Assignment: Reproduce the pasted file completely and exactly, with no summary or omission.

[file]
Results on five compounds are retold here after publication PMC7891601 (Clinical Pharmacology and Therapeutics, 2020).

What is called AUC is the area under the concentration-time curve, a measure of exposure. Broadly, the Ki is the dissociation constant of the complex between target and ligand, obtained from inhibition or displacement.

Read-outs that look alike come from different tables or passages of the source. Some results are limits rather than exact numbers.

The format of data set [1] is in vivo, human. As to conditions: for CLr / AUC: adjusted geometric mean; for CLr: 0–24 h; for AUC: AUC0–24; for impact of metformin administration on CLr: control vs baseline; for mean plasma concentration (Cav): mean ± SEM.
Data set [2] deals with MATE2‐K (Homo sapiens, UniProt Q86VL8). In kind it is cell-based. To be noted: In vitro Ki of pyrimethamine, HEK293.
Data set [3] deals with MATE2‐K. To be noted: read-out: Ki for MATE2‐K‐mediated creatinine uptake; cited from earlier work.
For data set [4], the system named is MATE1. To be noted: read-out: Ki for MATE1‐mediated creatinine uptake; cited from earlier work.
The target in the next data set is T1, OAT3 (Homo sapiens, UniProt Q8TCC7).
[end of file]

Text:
Results on five compounds are retold here after publication PMC7891601 (Clinical Pharmacology and Therapeutics, 2020).

What is called AUC is the area under the concentration-time curve, a measure of exposure. Broadly, the Ki is the dissociation constant of the complex between target and ligand, obtained from inhibition or displacement.

Read-outs that look alike come from different tables or passages of the source. Some results are limits rather than exact numbers.

The format of data set [1] is in vivo, human. As to conditions: for CLr / AUC: adjusted geometric mean; for CLr: 0–24 h; for AUC: AUC0–24; for impact of metformin administration on CLr: control vs baseline; for mean plasma concentration (Cav): mean ± SEM.
Data set [2] deals with MATE2‐K (Homo sapiens, UniProt Q86VL8). In kind it is cell-based. To be noted: In vitro Ki of pyrimethamine, HEK293.
Data set [3] deals with MATE2‐K. To be noted: read-out: Ki for MATE2‐K‐mediated creatinine uptake; cited from earlier work.
For data set [4], the system named is MATE1. To be noted: read-out: Ki for MATE1‐mediated creatinine uptake; cited from earlier work.
The target in the next data set is T1, OAT3 (Homo sapiens, UniProt Q8TCC7).